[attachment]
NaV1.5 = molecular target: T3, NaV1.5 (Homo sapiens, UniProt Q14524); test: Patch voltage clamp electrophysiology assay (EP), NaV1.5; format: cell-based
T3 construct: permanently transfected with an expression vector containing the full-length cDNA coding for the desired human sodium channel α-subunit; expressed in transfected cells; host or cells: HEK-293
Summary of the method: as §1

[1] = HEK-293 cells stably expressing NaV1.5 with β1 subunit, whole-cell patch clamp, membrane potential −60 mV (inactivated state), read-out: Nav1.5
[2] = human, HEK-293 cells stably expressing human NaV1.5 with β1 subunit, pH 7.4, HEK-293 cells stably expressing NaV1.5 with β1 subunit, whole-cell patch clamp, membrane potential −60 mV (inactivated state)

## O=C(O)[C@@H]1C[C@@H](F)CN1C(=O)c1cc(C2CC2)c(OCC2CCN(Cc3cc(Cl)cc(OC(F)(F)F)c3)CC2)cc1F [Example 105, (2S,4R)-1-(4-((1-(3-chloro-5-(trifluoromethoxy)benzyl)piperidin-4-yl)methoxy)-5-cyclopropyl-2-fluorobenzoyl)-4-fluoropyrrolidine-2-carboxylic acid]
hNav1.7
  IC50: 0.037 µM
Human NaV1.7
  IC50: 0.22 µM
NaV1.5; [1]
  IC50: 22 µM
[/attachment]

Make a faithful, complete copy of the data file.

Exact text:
NaV1.5 = molecular target: T3, NaV1.5 (Homo sapiens, UniProt Q14524); test: Patch voltage clamp electrophysiology assay (EP), NaV1.5; format: cell-based
T3 construct: permanently transfected with an expression vector containing the full-length cDNA coding for the desired human sodium channel α-subunit; expressed in transfected cells; host or cells: HEK-293
Summary of the method: as §1

[1] = HEK-293 cells stably expressing NaV1.5 with β1 subunit, whole-cell patch clamp, membrane potential −60 mV (inactivated state), read-out: Nav1.5
[2] = human, HEK-293 cells stably expressing human NaV1.5 with β1 subunit, pH 7.4, HEK-293 cells stably expressing NaV1.5 with β1 subunit, whole-cell patch clamp, membrane potential −60 mV (inactivated state)

## O=C(O)[C@@H]1C[C@@H](F)CN1C(=O)c1cc(C2CC2)c(OCC2CCN(Cc3cc(Cl)cc(OC(F)(F)F)c3)CC2)cc1F [Example 105, (2S,4R)-1-(4-((1-(3-chloro-5-(trifluoromethoxy)benzyl)piperidin-4-yl)methoxy)-5-cyclopropyl-2-fluorobenzoyl)-4-fluoropyrrolidine-2-carboxylic acid]
hNav1.7
  IC50: 0.037 µM
Human NaV1.7
  IC50: 0.22 µM
NaV1.5; [1]
  IC50: 22 µM